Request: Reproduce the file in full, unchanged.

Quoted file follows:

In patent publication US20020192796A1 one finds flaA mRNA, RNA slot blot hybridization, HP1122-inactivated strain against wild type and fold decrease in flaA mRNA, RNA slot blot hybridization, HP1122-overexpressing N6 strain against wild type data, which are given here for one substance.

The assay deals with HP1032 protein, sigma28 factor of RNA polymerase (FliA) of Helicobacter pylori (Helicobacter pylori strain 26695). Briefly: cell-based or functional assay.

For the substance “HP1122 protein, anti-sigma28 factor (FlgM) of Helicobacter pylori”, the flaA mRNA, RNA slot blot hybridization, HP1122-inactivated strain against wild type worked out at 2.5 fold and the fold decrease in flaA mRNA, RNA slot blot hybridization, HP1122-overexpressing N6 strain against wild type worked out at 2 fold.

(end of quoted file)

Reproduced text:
In patent publication US20020192796A1 one finds flaA mRNA, RNA slot blot hybridization, HP1122-inactivated strain against wild type and fold decrease in flaA mRNA, RNA slot blot hybridization, HP1122-overexpressing N6 strain against wild type data, which are given here for one substance.

The assay deals with HP1032 protein, sigma28 factor of RNA polymerase (FliA) of Helicobacter pylori (Helicobacter pylori strain 26695). Briefly: cell-based or functional assay.

For the substance “HP1122 protein, anti-sigma28 factor (FlgM) of Helicobacter pylori”, the flaA mRNA, RNA slot blot hybridization, HP1122-inactivated strain against wild type worked out at 2.5 fold and the fold decrease in flaA mRNA, RNA slot blot hybridization, HP1122-overexpressing N6 strain against wild type worked out at 2 fold.